In 2015, investors committed $15.2 billion to impact investments and planned to increase capital committed this year by 16%, the Global Impact Investing Network found in its sixth annual survey.
According to GIIN, impact investors make investments into companies, organizations and funds, aiming to generate measurable social and environmental impact alongside a financial return.
Last year, impact investors in the poll committed capital to 7,551 deals, and said they would commit capital to 11,722 deals in 2016.
GIIN’s survey, which was conducted between December and February, included responses from 158 impact investment organizations, including fund managers, foundations, banks, development finance institutions, family offices, pension funds and insurance companies.
Forty-four percent were based in North America, 32% in Europe and 20% in emerging markets. Each respondent had committed $10 million in impact investments since its inception and/or had closed at least five impact investing transactions.
Respondents reported a variety of reasons for allocating capital to impact investments, the top three motivations being a commitment to responsible investment, a desire to meet impact goals and response to client demand.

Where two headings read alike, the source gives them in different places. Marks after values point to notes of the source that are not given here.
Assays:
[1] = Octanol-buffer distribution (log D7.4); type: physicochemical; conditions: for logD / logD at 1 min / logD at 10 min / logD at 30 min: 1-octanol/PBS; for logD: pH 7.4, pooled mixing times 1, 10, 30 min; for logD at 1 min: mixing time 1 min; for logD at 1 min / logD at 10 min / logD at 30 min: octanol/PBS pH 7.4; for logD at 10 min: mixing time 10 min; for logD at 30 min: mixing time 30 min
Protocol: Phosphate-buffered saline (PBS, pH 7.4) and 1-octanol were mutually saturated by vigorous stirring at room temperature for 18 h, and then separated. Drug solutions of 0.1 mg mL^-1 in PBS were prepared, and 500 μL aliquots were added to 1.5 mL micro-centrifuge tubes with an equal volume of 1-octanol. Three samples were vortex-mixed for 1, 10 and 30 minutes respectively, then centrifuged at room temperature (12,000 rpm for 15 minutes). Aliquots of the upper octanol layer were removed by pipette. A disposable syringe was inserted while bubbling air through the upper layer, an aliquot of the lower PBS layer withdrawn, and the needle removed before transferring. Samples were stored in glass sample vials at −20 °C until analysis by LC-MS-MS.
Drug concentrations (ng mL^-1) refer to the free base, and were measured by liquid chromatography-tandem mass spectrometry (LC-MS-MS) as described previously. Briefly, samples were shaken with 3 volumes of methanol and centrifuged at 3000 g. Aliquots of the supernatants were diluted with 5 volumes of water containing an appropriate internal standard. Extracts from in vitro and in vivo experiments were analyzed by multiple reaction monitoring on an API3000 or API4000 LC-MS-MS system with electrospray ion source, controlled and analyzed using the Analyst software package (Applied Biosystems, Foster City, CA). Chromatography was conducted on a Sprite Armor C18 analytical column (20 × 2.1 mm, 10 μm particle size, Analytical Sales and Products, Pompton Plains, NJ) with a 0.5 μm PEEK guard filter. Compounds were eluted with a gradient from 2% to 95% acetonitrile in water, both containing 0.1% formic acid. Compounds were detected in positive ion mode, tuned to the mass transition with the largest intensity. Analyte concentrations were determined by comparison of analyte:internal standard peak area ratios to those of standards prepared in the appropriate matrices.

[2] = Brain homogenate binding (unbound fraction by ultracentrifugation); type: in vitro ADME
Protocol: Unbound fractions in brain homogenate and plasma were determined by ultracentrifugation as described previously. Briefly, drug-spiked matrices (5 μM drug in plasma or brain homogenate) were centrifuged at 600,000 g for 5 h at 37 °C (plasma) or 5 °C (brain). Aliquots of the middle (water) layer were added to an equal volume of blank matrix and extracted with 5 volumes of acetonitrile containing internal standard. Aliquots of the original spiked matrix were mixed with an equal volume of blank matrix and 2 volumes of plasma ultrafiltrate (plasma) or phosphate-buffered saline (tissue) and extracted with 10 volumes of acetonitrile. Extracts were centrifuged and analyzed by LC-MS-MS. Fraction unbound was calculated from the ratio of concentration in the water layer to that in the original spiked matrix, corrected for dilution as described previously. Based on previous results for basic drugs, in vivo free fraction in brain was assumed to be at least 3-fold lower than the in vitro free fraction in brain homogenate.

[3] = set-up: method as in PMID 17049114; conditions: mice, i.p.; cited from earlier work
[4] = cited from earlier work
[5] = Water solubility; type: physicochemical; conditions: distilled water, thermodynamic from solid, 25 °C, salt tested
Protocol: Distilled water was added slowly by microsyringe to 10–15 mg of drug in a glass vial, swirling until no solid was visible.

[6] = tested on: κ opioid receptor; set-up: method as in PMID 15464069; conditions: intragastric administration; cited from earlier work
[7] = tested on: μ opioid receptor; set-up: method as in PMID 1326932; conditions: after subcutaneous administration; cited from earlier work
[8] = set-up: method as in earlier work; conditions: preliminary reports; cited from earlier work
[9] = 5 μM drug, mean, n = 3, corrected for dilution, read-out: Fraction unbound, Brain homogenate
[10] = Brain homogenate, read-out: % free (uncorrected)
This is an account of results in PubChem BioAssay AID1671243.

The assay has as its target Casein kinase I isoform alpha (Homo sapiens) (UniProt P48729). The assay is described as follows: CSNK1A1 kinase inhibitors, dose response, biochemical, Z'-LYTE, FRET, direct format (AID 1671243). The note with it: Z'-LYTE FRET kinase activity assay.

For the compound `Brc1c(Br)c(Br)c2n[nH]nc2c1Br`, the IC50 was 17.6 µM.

At least half of investors in the poll said they targeted access to finance, employment generation and health improvement, education and income growth/livelihoods support.
Renewable energy, energy efficiency and clean technology were the top environmental impact themes.
At year-end, investors managed some $77 billion in impact assets.
Fund managers, which comprised 57% of survey respondents, managed 58% of assets, according to GIIN. In 2015, they raised $6.7 billion for impact investing, and they planned to raise $12.4 billion in 2016.
Private debt instruments accounted for 35% of impact assets, real assets 25%, private equity 17%, public equity 9%, equity-like debt 6% and public debt 4%.
According to the survey, 59% of respondents primarily targeted risk-adjusted, market-rate returns, while 25% aimed primarily for below-market-rate returns that were closer to market-rate returns and 16% targeted returns that were closer to capital preservation.
Eighty-nine percent respondents said their investments’ financial performance was in line with or, for 19%, above expectations, and 99% reported impact performance in line with or better than expectations, with 27% reporting outperformance.
Respondents said the impact investing sector had become more sophisticated, with progress in professionals with relevant skill sets, research and data on products and performance and sophistication of impact measurement practice.